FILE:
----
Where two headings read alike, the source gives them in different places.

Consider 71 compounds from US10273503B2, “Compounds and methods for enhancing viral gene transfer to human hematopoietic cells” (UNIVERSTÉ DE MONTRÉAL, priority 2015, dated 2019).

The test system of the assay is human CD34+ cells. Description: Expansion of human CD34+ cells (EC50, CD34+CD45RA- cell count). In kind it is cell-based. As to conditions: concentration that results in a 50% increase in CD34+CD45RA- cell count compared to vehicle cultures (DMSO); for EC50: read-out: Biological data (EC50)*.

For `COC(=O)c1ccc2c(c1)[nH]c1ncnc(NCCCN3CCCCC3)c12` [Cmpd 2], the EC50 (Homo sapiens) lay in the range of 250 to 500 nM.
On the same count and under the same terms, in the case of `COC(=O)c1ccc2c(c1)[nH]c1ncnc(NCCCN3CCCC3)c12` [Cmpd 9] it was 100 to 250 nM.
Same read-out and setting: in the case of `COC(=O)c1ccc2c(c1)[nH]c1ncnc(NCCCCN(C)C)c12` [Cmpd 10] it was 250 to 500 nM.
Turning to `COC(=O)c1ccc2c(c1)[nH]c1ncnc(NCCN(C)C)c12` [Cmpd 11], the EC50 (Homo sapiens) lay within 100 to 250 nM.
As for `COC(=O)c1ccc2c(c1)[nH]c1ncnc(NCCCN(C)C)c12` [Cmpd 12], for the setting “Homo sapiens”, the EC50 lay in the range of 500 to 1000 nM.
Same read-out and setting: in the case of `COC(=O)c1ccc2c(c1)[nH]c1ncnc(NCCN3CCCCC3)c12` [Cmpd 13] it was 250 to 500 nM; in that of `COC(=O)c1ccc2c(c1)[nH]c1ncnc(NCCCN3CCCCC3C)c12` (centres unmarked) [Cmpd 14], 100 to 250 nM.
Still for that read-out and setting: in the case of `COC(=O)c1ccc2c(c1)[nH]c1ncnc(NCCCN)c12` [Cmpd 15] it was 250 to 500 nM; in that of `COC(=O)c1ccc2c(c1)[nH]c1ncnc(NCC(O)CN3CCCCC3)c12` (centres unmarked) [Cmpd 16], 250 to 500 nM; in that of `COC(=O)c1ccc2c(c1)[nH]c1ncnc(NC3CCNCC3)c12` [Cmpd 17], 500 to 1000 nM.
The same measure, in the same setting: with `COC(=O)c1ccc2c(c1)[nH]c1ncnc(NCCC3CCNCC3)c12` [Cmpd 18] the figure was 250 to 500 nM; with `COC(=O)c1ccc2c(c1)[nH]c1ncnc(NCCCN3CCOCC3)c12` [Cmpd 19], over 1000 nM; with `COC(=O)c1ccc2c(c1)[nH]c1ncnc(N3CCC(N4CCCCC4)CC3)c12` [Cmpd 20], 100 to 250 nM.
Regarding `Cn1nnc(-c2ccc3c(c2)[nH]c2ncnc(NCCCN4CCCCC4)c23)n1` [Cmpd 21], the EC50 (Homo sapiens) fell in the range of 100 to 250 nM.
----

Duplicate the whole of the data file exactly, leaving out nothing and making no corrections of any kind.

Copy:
Where two headings read alike, the source gives them in different places.

Consider 71 compounds from US10273503B2, “Compounds and methods for enhancing viral gene transfer to human hematopoietic cells” (UNIVERSTÉ DE MONTRÉAL, priority 2015, dated 2019).

The test system of the assay is human CD34+ cells. Description: Expansion of human CD34+ cells (EC50, CD34+CD45RA- cell count). In kind it is cell-based. As to conditions: concentration that results in a 50% increase in CD34+CD45RA- cell count compared to vehicle cultures (DMSO); for EC50: read-out: Biological data (EC50)*.

For `COC(=O)c1ccc2c(c1)[nH]c1ncnc(NCCCN3CCCCC3)c12` [Cmpd 2], the EC50 (Homo sapiens) lay in the range of 250 to 500 nM.
On the same count and under the same terms, in the case of `COC(=O)c1ccc2c(c1)[nH]c1ncnc(NCCCN3CCCC3)c12` [Cmpd 9] it was 100 to 250 nM.
Same read-out and setting: in the case of `COC(=O)c1ccc2c(c1)[nH]c1ncnc(NCCCCN(C)C)c12` [Cmpd 10] it was 250 to 500 nM.
Turning to `COC(=O)c1ccc2c(c1)[nH]c1ncnc(NCCN(C)C)c12` [Cmpd 11], the EC50 (Homo sapiens) lay within 100 to 250 nM.
As for `COC(=O)c1ccc2c(c1)[nH]c1ncnc(NCCCN(C)C)c12` [Cmpd 12], for the setting “Homo sapiens”, the EC50 lay in the range of 500 to 1000 nM.
Same read-out and setting: in the case of `COC(=O)c1ccc2c(c1)[nH]c1ncnc(NCCN3CCCCC3)c12` [Cmpd 13] it was 250 to 500 nM; in that of `COC(=O)c1ccc2c(c1)[nH]c1ncnc(NCCCN3CCCCC3C)c12` (centres unmarked) [Cmpd 14], 100 to 250 nM.
Still for that read-out and setting: in the case of `COC(=O)c1ccc2c(c1)[nH]c1ncnc(NCCCN)c12` [Cmpd 15] it was 250 to 500 nM; in that of `COC(=O)c1ccc2c(c1)[nH]c1ncnc(NCC(O)CN3CCCCC3)c12` (centres unmarked) [Cmpd 16], 250 to 500 nM; in that of `COC(=O)c1ccc2c(c1)[nH]c1ncnc(NC3CCNCC3)c12` [Cmpd 17], 500 to 1000 nM.
The same measure, in the same setting: with `COC(=O)c1ccc2c(c1)[nH]c1ncnc(NCCC3CCNCC3)c12` [Cmpd 18] the figure was 250 to 500 nM; with `COC(=O)c1ccc2c(c1)[nH]c1ncnc(NCCCN3CCOCC3)c12` [Cmpd 19], over 1000 nM; with `COC(=O)c1ccc2c(c1)[nH]c1ncnc(N3CCC(N4CCCCC4)CC3)c12` [Cmpd 20], 100 to 250 nM.
Regarding `Cn1nnc(-c2ccc3c(c2)[nH]c2ncnc(NCCCN4CCCCC4)c23)n1` [Cmpd 21], the EC50 (Homo sapiens) fell in the range of 100 to 250 nM.